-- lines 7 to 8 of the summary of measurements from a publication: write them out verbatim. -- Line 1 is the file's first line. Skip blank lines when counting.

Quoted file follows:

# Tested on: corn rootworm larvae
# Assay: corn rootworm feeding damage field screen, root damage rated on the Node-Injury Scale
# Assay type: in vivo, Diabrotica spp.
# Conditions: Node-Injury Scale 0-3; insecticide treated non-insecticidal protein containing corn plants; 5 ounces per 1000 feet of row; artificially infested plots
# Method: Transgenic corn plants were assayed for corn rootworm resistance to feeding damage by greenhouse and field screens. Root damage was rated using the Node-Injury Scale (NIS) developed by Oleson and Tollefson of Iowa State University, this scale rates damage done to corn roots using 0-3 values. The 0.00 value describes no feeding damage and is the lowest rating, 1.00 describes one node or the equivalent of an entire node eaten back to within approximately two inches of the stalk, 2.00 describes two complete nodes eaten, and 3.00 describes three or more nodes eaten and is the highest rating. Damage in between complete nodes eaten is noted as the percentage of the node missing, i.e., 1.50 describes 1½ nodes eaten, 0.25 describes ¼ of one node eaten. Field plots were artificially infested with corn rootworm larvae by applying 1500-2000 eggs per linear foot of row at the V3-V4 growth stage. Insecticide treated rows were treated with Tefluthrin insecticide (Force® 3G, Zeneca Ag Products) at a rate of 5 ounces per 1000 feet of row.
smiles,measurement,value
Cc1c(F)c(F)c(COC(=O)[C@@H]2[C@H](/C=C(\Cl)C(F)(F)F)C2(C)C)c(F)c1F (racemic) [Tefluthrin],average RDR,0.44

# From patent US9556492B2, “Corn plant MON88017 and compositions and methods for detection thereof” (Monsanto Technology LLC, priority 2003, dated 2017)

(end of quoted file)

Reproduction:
Cc1c(F)c(F)c(COC(=O)[C@@H]2[C@H](/C=C(\Cl)C(F)(F)F)C2(C)C)c(F)c1F (racemic) [Tefluthrin],average RDR,0.44

# From patent US9556492B2, “Corn plant MON88017 and compositions and methods for detection thereof” (Monsanto Technology LLC, priority 2003, dated 2017)